One can say a lot of things about Michael Anderle, like him unfortunately putting his name on a lot of crap written by wannabe authors, but he is a decent author when he writes himself and, although he mostly sticks to science fiction, fantasy and urban fantasy, he has produced books with a wide range of story types.
Not everything that he himself writes is good but that is, for me at least, mostly because the occasional poor/weird/crappy choice of stories.
This is a new series from Anderle and is actually written by Anderle and, again, it is again a bit different indeed from the stories from him that I have read before.
As the book blurb states, Jemma and her father has moved to some backwater town in Kalhoun County. I do like this setting. It is different from most urban fantasy books and I like the rather quaint setting. Maybe it should be labelled rural fantasy instead? The people in Kalhoun county is oftentimes as, shall we say original, as one would expect from such a setting.
Another thing I like with the story is that it is one of these stories where the main protagonist is introduced to the idea of magic actually being a real thing for the first time and it is not done in the usual got attacked by a vampire or saved by a werewolf or some other banzai style. Instead the story putters along rather slowly while Jemma is taken under the wings of the quaint but mysterious old lady that goes under the name of Ms. Brickelwood or Mama B.
Not surprisingly Jemma eventually learns that Mama B is indeed the last witch of Kalhoun Holler.
I also like that this book is different from a lot of urban fantasy in that it delves into the part of the witch lore where witches are herbalists, potion brewers, hex makers and occasional spell casters instead of just throwing fireballs and lightning around while talking smack every chance they get. On the hole the story in this book is much more down to earth than most urban fantasy novels nowadays.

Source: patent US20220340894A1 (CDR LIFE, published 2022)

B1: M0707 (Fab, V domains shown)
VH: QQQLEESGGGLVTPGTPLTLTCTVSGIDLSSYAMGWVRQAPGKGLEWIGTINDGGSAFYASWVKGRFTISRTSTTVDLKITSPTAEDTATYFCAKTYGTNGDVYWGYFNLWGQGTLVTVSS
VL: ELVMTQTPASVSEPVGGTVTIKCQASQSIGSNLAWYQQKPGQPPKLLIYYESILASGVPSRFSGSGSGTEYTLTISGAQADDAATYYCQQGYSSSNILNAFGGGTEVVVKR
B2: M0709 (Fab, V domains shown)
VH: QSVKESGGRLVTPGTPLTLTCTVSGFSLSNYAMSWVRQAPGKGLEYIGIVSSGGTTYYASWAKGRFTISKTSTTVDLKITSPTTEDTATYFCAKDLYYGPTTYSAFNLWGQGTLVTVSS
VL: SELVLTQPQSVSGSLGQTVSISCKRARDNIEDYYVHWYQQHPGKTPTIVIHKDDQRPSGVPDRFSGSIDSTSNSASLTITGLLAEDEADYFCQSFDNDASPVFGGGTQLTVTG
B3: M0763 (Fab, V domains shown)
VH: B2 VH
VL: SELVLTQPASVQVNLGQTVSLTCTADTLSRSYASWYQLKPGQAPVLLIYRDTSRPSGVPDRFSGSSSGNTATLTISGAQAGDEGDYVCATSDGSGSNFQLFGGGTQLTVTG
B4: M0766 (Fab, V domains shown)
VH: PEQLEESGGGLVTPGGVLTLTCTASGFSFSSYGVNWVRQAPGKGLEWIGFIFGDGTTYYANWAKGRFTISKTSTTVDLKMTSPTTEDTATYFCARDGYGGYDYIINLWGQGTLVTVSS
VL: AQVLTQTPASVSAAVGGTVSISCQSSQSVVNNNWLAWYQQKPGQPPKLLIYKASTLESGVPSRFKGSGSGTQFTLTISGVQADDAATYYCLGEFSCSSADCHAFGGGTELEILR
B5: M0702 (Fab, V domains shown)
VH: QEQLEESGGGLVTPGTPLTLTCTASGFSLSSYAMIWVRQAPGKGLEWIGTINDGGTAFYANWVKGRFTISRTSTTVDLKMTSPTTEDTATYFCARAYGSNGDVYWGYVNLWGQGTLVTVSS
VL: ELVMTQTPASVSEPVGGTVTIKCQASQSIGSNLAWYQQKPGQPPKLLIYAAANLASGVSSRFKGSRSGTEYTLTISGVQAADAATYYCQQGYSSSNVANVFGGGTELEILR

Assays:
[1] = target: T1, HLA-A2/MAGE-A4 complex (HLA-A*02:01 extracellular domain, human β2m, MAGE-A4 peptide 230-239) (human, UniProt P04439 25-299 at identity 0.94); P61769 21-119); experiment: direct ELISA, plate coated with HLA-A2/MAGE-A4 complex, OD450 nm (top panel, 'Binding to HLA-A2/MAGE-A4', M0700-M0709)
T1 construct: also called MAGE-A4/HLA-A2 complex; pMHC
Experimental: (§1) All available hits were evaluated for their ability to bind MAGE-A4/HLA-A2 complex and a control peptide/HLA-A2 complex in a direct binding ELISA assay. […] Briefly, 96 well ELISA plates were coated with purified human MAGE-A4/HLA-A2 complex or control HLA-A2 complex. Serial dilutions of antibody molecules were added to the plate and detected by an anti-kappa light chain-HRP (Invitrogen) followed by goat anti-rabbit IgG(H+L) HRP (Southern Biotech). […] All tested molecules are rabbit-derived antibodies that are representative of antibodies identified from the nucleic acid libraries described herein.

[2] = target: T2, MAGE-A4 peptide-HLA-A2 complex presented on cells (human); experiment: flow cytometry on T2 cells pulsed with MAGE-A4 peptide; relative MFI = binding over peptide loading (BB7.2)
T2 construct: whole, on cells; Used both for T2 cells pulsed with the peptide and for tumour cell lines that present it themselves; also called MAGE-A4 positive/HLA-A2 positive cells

The story is pretty much carried by Jemma and Mama B. The rest of the characters are, unfortunately, rather bland, including her father and the two friends she makes as the story progresses.
I was a bit concerned about Jemma at the beginning of the book since there was quite a bit of complaining and whining from Jemma. It did get better but still, Jemma spent a lot of the book in a bit of a funk and made some poor choices with rather predictable bad consequences.
The part of the story with Jemma’s mother having left her and her father and her father wallowing in grief and not wanting to let go was also a part that I could have been without. It didn’t really add anything positive to the story.
As I mentioned the story is not the most fast paced one but it is not slow enough to be boring either although it does sit just barely above that threshold as far as I am concerned. Anyway, it does build up to a bit of a magical confrontation towards the end and the outcome kind of sets the stage for further books in the series.
I think this series has promise but it very much depends on what road Anderle takes with the next book in the series. So I guess this one goes on the maybe shelf.
Oh, by the way. The name of the series is of course somewhat silly. I almost gave it a pass because of that weird name.